Reading and Writing and Homeschooling

Jack the 1st grader is on an all-out campaign to be homeschooled.  His reasons, so far, are that school is too long, the math is not challenging enough, and recess only happens twice a day.  This morning I reminded him that even though he would definitely get to play outside more often if he was at home with me all day, there would be no one with whom to play.  He did not respond, either because he had moved on mentally to a new topic or my point was a valid one, I don’t know.

There are days I would love to homeschool my children.  They are three of my favorite people, and I care about what they are learning and the influences on their little minds and hearts at school.  It does not escape me that my children spend more time each week with their teachers and classmates than with their father and me.  And I think (perhaps idealistically) that they could get more school work accomplished in less time if they were doing it at home, and not waiting on the rest of the class to finish up.  I love the idea of us all tromping to the library or out in the woods together, researching whatever they are passionate about at the moment…though that would probably be winning American Idol, secret passageways in Super Mario Brothers, and how to make it to the NBA without practicing too much.

I wonder, however, about the isolating aspect of homeschool.  I tried to homeschool our eldest child when she was in first grade, and the result was me banging my head against the wall of her bedroom when I could not convince her that I knew more about first grade math than she did.  The boys, who were four and three at the time, just wandered around the house by themselves, making sure the toys were evenly distributed to every room and unoccupied toilet they could find.  The whole scenario was not quite what I had envisioned when I was picking out curricula a few months back.   Emma and I made it one semester, and we were both relieved when I dropped her off at the elementary school in January.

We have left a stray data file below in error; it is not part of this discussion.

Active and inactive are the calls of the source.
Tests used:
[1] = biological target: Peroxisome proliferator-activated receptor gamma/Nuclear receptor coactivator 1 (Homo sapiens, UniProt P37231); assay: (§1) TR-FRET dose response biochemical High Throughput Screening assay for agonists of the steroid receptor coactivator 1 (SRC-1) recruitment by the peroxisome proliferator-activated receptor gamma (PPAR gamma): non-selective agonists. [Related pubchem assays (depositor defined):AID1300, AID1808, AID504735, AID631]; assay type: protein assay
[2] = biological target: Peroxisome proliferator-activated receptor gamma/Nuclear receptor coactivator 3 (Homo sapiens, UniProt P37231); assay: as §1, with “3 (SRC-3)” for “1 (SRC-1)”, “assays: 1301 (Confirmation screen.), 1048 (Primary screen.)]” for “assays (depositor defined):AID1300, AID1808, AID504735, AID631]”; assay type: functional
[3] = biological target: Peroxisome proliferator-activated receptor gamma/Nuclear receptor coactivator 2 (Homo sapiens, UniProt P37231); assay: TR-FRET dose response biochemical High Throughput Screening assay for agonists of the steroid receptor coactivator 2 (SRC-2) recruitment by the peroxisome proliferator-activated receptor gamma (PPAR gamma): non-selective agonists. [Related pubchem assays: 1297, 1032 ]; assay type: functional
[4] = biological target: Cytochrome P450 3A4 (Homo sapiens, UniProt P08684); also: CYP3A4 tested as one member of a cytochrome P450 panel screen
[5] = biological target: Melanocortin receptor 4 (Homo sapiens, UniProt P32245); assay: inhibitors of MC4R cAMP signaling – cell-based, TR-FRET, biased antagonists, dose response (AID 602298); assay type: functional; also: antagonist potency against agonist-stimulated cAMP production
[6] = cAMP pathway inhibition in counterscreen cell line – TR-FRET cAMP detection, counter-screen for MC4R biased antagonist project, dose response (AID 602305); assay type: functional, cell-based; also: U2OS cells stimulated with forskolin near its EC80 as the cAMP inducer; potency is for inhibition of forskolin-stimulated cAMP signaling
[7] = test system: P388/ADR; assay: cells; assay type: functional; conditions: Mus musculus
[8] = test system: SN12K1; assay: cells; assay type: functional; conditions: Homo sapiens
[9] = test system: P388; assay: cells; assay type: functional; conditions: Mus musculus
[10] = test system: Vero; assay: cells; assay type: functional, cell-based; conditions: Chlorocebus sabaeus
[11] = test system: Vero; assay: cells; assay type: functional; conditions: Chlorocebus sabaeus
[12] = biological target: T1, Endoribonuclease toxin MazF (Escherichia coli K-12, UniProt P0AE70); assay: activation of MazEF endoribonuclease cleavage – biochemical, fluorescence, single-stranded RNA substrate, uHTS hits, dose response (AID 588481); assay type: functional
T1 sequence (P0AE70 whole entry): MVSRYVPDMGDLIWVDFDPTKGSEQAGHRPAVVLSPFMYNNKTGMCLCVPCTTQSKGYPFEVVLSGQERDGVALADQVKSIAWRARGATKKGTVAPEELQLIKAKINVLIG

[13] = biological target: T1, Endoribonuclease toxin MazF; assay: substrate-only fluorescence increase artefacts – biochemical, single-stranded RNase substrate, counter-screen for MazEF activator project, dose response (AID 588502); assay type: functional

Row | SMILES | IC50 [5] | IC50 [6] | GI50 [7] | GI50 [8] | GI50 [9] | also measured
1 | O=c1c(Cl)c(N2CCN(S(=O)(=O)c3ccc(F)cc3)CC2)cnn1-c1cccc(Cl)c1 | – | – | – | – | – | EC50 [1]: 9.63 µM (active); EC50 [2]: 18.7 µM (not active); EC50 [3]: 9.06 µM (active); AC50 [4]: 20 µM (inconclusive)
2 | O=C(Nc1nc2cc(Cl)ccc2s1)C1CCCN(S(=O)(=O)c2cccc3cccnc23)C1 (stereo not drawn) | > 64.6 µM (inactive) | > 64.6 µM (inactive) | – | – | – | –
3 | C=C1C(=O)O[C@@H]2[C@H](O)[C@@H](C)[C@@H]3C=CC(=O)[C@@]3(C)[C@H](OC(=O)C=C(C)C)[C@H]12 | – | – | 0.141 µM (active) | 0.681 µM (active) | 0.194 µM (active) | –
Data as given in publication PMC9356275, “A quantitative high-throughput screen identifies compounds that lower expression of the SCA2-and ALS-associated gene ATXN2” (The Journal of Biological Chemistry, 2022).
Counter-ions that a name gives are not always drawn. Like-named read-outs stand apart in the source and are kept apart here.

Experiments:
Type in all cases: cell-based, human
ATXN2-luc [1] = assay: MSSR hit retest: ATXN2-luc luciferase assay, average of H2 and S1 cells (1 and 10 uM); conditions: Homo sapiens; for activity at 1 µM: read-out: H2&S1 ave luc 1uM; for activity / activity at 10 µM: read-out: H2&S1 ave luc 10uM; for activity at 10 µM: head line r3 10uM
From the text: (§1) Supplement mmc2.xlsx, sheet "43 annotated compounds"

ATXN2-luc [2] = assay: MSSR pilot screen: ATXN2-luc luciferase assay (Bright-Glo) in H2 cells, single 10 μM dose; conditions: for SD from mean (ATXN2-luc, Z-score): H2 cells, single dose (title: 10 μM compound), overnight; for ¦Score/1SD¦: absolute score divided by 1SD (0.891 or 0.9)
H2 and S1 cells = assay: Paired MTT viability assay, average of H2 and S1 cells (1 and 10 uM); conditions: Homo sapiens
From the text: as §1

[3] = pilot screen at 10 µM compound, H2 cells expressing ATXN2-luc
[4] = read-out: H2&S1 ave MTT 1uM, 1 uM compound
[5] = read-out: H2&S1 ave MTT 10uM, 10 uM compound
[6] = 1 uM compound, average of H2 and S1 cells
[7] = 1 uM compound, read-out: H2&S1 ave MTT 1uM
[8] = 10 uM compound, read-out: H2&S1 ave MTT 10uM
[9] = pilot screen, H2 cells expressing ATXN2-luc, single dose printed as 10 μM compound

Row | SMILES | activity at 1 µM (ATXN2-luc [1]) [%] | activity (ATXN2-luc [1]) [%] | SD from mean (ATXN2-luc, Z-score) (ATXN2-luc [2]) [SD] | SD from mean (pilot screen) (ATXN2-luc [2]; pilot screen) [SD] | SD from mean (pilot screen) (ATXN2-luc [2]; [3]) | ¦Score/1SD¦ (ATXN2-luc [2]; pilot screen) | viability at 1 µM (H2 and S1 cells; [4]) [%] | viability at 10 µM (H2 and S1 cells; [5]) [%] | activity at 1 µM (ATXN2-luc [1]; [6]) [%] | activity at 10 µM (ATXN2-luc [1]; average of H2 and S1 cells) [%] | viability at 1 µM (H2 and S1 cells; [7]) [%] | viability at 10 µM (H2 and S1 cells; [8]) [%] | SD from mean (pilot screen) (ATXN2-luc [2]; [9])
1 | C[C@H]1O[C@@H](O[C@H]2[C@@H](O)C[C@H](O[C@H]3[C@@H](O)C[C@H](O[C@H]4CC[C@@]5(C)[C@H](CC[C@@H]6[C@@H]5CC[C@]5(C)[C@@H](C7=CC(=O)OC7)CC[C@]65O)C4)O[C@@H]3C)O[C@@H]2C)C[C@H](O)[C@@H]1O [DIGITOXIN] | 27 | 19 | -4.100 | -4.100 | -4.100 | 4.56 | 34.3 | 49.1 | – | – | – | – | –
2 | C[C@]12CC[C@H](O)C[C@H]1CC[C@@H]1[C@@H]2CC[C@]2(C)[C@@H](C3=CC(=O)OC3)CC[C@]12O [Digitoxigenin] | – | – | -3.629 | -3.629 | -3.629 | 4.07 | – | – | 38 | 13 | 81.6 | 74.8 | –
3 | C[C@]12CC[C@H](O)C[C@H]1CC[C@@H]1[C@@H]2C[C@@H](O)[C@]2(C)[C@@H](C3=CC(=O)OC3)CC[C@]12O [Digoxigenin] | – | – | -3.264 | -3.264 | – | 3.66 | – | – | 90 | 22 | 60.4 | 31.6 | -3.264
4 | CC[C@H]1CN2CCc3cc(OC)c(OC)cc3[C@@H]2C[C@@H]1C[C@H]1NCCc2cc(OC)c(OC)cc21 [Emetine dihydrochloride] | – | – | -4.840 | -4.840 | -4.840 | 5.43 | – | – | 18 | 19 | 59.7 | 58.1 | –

Before Emma went to school, I agonized over her schooling.  Were the public school teachers really the Priests of Baal, as some have suggested?  What would homeschool look like for us? Would we survive it?

When the Bible talks about children, there are very few mandates to parents.  Sometimes we make up more because we want a formula for raising happy, successful, God-fearing children, but homeschooling + Catechism questions + long skirts does not always equal Christians advancing God’s kingdom.  We are told to teach them about God and His law (Deut 4:9, 6:7, 11:19, among others), to correct and train them in the way they should go (Prov. 22:6, 22:15, 13:24, among others) and not to embitter or exasperate them (Eph 6:4, Col. 3:21).  This training, teaching, correcting, and disciplining looks different from parent to parent, and that is because we are all different (one body, many parts).  While we may not have a formula, we do have a mandate for child-rearing, and here is what it boils down to:

1. Guard against foolishness by consistent, loving discipline.

2. Love the Lord your God with all your heart, soul, mind and strength, and your neighbor as yourself.

3. Teach your children, at every opportunity, to do the same.

This is our job as parents, regardless of our schooling methodology.

PS. Will the 3rd grader just came and read this as I was proofreading it and wants to point out that he practices for the NBA a lot.  He also asked me what he should do this afternoon since he did his chores and used his screen time this morning (school was on a two-hour delay), and I said, “Go read your Bible.” 


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